To make schools safer, arm trained and trusted employees
Editor's Note: The following op-ed was originally published by the Cleveland Plain Dealer. Republished with permission of the author.
by Kevin O'Brien
Karl Pierson didn't fit the profile.
He wasn't a certified loser. He wasn't a wallflower. He didn't spend 18 hours a day locked in his room battering his brain with death metal.
He was a Boy Scout. He was a member of the Arapahoe High School debate team. He was an athlete.
But friends say he took a sudden turn away from normal. And on Friday, he showed up at the high school, in Centennial, Colo., with a shotgun, plenty of shells, a machete and a backpack full of firebombs, apparently intending to settle his differences with the debate team coach while doing as much collateral damage as possible.
His terror spree lasted a little more than a minute before his plans changed and he hastily retreated into the afterlife, turning the shotgun on himself in an unimpeachable closing statement.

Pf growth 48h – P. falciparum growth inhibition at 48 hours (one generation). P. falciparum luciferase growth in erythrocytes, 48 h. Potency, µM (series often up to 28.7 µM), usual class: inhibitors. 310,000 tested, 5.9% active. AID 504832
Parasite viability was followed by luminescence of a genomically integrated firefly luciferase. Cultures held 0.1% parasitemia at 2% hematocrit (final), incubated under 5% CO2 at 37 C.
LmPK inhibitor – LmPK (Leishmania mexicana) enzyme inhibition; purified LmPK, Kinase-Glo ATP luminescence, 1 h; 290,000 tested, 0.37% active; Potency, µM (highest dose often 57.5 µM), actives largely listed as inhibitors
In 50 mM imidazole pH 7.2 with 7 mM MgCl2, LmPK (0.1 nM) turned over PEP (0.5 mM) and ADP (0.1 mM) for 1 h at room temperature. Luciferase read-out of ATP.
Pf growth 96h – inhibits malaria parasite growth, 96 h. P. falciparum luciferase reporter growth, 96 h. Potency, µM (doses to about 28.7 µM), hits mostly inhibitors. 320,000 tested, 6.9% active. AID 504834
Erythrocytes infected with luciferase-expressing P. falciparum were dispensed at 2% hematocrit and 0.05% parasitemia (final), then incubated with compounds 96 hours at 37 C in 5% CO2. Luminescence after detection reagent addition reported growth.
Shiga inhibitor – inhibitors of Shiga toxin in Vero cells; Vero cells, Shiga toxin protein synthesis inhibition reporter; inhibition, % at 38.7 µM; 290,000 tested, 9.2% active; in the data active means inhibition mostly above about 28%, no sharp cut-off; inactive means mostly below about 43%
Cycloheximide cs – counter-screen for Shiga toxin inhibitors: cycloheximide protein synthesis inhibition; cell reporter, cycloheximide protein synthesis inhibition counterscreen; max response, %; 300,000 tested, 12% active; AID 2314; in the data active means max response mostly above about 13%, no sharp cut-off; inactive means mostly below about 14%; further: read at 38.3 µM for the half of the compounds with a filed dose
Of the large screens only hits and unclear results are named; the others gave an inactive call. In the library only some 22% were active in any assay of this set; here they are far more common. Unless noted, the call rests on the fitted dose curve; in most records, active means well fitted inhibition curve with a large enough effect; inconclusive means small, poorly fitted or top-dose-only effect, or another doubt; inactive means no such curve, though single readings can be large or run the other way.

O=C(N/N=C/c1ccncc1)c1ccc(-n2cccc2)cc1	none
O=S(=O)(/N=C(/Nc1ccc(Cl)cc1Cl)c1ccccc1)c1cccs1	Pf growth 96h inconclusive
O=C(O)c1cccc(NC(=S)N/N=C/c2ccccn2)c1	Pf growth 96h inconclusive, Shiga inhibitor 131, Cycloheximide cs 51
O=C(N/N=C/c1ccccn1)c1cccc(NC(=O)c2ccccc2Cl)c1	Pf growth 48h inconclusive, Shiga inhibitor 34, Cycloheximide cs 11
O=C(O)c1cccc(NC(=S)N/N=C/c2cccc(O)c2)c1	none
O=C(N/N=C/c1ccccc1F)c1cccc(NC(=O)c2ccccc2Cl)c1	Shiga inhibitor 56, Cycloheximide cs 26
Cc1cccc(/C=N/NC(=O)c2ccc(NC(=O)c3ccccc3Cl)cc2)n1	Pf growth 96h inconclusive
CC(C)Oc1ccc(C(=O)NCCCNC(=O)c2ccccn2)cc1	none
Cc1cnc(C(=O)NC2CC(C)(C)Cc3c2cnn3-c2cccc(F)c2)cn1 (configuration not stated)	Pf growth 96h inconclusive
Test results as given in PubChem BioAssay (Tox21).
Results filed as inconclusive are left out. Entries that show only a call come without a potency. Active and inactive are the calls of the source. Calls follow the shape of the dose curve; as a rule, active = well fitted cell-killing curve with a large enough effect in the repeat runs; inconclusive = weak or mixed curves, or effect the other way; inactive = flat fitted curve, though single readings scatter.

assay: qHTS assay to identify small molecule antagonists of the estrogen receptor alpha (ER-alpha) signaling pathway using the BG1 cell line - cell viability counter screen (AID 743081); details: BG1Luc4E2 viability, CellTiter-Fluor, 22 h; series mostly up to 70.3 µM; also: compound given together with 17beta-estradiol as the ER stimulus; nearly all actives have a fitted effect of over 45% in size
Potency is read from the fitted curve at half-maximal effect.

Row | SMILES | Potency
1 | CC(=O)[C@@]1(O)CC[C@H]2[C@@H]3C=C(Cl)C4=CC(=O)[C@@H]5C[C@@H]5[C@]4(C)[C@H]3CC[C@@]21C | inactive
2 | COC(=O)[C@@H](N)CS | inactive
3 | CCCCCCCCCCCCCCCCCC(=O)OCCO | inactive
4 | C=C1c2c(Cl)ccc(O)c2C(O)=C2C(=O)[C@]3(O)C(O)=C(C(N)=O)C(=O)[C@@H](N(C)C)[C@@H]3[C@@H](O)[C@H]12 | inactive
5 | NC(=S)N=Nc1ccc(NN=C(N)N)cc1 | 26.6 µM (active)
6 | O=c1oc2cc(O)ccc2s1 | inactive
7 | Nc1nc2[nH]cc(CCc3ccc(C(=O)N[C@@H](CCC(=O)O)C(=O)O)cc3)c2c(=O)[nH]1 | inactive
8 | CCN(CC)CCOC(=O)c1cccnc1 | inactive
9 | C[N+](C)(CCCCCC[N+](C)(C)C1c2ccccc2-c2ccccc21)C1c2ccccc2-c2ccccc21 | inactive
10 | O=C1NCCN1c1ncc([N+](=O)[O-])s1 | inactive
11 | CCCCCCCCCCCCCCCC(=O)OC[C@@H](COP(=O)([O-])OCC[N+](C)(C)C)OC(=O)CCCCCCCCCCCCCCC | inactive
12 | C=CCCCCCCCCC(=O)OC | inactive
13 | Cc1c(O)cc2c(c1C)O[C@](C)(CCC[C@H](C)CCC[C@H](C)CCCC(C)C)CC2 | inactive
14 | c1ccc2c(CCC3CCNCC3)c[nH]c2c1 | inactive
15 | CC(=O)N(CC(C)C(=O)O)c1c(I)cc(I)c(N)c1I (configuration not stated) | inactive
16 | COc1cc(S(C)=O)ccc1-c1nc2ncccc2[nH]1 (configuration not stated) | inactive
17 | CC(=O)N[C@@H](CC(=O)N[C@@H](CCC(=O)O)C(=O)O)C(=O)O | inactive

Karl Pierson's effort to become the latest school shooting celebrity failed utterly.
To achieve celebrity status, a shooter needs five minutes or so, left to his own nefarious devices while his victims cower, plead and die.
Only then can the campaigners for "gun safety" ramp up the emotional argument for more regulations that will feel good, but that will lead only to more cowering, pleading and dying at the hands of people who are quite sure that because they feel angry or misunderstood or disrespected, the regulations don't apply to them.
Karl Pierson didn't get the five minutes of murder and mayhem that lead to a fortnight of headlines, permanent enshrinement on the school shootings wiki page and special remembrances at legislative hearings for years to come.
Karl Pierson, as it turned out, had less than a minute and a half to do evil. And quite frankly, the kid just wasn't up to the challenge.
The challenge came in the person of a Arapahoe County Deputy Sheriff James Englert, who ran toward the smoke from one of Pierson's incendiaries and the noise of the several shotgun blasts he'd fired — one of which critically wounded 17-year-old Claire Davis, who was not his primary target. As Englert neared the library, where Pierson had set fire to shelves of books, he was bellowing that he was a deputy sheriff and ordering the innocents in the area to get down.